Discovery of Odisha through pages of history

Moortidevi Award winning Odia writer Haraprasad Das has been at the forefront of the avant-garde in a career spanning over four decades

Published: 13th October 2013 12:00 AM  |   Last Updated: 12th October 2013 04:13 PM   |  A+A-


Literary achievements of Haraprasad Das are huge. Just like the voluminous books that flow from his pen. The latest from his oeuvre is a book of English poems—Shiva in Manhattan—released in August. The poems traverse a wide range of affinities and concerns with a poetic voice of a urban bilingual Indian.

Das is also giving final touches to Odia Jati ra Jeevana Chinta, a book that looks at modern Odisha history from the beginning of the 19th century to 1936 when Odisha was created as a separate province. It is expected to be out by the year-end.

It is a historical sequel to his Odia Jati ra Jeevana Katha, a mammoth book on Odisha’s ethnic history and hailed as a work nonpareil in the state. Das wrote it over seven years. “I have tried to explore the origin of Odia people. It’s an interpretation of Odisha history from the end of the 18th century,” he says.

In a literary career spanning over four decades, Das has been at the forefront of the avant-garde, while reviving the scale and tenor of Odia literary tradition that goes back a thousand years. He has brought out 13 collections of poems, a compilation of short fiction, four collections of essays, numerous translation and few books of edited works in Odia, all of them in print.

What fetched him the prestigious 26th Moortidevi Award for 2012 recently is Vamsha, a series of poems based on the Mahabharat. It’s a recreation of the Mahabharat in modern contemporary idiom. The distinguishing quality of the work is that the modern idiom has not abandoned the epic scale of the original text.

“Mahabharat as a seminal text of Indian racial memory has multiple ends and openings. What I have done is connect the main story line in a continuity to work out the nature of human destiny. For me, Mahabharat has been a civilisational journey where humankind is in a predicament on account of its own misdoings. I have taken the context beginning with the tussle between the gods and demons for acquiring the means of immortality and the work ends with both humans and Lord Krishna being subjected to vicissitudes of time. In the end, nothing remains and it is entropy,” he says.

Das conceived the idea of Vamsha 20 years ago and began writing it in 2000. It was published in 2008.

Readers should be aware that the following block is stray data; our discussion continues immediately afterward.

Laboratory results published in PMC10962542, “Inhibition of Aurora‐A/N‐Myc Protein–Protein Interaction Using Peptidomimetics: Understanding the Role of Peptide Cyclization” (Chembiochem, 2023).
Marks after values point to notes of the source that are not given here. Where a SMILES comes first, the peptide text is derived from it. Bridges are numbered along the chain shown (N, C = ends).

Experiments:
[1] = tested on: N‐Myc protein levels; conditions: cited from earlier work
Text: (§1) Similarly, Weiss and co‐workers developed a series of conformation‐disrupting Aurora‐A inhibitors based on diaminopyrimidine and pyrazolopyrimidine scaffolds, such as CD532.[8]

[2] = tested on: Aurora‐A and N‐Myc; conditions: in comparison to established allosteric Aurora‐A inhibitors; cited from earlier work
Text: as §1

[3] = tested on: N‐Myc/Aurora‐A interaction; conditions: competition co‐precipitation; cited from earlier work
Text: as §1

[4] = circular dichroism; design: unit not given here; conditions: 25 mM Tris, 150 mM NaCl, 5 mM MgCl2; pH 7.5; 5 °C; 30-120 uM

He has adopted the heroic style, distant from the contemporary idiom where conversational language is that of poetry. “I adopted the heroic form because I am communicating with a large matter of history involving persons who are held in great respect in Indian mythology,” says Das, the second Odia after Prativa Ray to get Moortidevi.

The award, he says, is precious as it’s a recognition for recreating a racial memory in poetic form.

“While I wrote Vamsha, I hadn’t imagined that it would ever be completed because I felt the book’s structure will collapse under its own weight. Recognition for Vamsha, therefore, is extremely gratifying to me as an Odia writer and most importantly, an Indian poet.”

Another major work of poetry by the former chairman of State Administrative Tribunal is Desh, exploring the loss of home in a borderless world.

His tryst with poetry began at the age of 15; his first poems during school days were published in a widely circulated Odia daily.

What fetched Das the recognition of catalysing the Odia new fiction movement were two books—Lubdhkara Teeni Prahara (Three Hours of Orion) and Alokita Banabas (The Enlightened Exile)—published in 1979 and 1980. The first book of soft fiction was an experimental work with a lot of explicit philosophical discourse and comments on man-woman relationship, fall of man, birth, death, etc. It brought him a lot of response from people then accustomed to conventional story writing. Alokita Banabas, too, set a new form in Odia poetry.

“Both the books became controversial as my seniors were surprised by the brazenness of style, language and content.”

He, however, stopped writing after 1980 for 10 years. “After the criticism, I asked myself if I should continue writing. I stopped writing and did a lot of reading, thinking. Then at a particular point of time in 90s, I got my answer. I felt that others do not see the way I see and did not write the way I did,” he recalls.

Das got back to penning down his thoughts in 90s and his poetry Mantrapatha that released in 1991 fetched him the Odisha Sahitya Akademi Award in 1993. He was honoured with the Central Sahitya Akademi Award in 1999 for Garbha Griha, which has been translated into English as Dark Sanctum. He is also the recipient of Gangadhar Meher National Poetry Award, Sarala Samman and the Bharatiya Bhasa Parishad Award for poetry.

Though primarily a poet, Das also devotes time to write essays and socio-cultural commentaries.

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